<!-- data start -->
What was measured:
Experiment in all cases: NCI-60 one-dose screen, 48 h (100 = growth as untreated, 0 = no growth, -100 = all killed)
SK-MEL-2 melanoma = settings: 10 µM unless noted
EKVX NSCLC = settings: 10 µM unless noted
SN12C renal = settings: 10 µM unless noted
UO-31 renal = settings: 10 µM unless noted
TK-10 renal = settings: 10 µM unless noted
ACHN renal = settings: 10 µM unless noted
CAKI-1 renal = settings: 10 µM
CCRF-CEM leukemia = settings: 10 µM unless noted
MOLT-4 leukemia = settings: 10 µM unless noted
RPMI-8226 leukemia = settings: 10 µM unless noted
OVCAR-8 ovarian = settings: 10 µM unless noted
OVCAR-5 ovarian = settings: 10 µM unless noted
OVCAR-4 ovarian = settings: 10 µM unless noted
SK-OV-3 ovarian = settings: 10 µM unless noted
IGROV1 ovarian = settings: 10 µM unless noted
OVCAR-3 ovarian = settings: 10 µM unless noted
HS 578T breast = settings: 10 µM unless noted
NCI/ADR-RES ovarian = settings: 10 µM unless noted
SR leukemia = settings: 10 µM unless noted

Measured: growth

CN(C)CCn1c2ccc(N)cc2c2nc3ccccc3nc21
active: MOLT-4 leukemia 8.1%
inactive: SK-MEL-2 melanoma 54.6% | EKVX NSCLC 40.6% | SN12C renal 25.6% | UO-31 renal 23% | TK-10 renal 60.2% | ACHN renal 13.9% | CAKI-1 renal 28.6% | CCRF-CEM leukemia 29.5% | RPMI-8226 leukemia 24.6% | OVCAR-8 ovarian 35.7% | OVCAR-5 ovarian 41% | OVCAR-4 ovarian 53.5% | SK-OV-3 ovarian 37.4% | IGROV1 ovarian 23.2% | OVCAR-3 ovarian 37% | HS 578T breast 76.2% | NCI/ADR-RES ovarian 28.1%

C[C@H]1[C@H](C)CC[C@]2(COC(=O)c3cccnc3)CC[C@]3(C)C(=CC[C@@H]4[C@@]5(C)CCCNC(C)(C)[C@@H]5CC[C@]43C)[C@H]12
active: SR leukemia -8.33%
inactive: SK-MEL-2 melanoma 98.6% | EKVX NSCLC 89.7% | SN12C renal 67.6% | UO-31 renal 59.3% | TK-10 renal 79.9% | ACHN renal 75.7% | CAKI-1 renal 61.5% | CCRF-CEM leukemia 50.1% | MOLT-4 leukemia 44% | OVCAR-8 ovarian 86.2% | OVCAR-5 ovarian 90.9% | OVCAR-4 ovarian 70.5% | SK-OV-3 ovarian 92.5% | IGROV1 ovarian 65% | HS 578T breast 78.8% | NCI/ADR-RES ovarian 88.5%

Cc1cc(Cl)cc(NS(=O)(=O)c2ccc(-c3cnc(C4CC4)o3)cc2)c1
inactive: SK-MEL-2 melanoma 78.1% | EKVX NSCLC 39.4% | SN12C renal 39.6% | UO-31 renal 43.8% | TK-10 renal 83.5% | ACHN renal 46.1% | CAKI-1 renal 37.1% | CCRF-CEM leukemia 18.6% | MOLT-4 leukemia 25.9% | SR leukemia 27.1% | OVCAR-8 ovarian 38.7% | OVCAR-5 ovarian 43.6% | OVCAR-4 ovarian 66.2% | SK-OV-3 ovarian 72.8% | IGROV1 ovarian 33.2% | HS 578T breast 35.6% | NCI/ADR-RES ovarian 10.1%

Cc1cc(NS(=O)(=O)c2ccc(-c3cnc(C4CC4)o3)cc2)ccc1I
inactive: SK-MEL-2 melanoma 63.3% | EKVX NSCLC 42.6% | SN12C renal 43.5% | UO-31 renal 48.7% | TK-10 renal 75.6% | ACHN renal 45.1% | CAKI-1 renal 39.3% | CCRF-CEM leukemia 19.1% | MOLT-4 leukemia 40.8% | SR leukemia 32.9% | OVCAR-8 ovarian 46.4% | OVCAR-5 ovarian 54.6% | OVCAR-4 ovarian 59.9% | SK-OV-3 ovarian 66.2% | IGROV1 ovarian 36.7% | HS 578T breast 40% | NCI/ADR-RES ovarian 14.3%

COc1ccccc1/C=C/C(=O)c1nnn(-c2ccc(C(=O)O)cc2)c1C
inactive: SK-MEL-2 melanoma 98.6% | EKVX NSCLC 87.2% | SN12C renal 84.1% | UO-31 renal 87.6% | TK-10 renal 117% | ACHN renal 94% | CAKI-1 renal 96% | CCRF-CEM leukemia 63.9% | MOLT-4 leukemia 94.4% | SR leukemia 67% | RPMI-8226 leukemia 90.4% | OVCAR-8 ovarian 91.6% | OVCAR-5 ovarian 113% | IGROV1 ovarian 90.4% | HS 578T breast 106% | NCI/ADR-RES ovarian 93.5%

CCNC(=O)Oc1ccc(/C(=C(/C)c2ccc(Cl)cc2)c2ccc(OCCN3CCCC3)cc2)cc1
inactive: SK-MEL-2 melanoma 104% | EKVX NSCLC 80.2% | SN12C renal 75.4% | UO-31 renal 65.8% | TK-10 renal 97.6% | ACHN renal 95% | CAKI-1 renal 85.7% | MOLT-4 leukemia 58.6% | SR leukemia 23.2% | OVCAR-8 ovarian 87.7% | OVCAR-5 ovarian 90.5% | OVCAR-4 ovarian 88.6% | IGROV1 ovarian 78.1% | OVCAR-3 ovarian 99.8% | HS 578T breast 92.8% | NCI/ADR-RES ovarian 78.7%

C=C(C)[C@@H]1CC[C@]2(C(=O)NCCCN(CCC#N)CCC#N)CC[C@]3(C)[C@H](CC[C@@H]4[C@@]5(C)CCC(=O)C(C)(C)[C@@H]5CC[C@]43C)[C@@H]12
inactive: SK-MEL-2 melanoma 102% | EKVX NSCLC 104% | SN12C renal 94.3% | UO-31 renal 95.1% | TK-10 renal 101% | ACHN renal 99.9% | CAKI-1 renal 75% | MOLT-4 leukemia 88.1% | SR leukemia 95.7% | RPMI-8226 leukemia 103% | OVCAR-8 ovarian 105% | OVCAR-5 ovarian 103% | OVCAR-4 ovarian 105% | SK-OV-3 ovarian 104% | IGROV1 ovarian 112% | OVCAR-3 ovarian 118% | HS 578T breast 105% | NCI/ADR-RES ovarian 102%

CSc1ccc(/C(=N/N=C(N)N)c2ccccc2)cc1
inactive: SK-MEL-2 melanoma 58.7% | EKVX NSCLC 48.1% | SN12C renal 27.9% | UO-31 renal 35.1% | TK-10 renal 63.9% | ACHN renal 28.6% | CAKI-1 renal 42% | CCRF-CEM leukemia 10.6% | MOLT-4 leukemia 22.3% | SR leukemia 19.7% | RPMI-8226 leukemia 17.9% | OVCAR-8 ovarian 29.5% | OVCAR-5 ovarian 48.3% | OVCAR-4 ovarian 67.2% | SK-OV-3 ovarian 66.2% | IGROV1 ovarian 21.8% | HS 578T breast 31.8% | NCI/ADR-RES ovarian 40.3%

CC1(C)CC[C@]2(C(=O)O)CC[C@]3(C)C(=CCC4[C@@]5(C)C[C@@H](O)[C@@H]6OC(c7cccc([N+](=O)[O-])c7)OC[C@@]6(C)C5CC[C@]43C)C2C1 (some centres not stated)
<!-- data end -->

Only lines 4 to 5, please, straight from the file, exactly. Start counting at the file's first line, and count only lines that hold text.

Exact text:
EKVX NSCLC = settings: 10 µM unless noted
SN12C renal = settings: 10 µM unless noted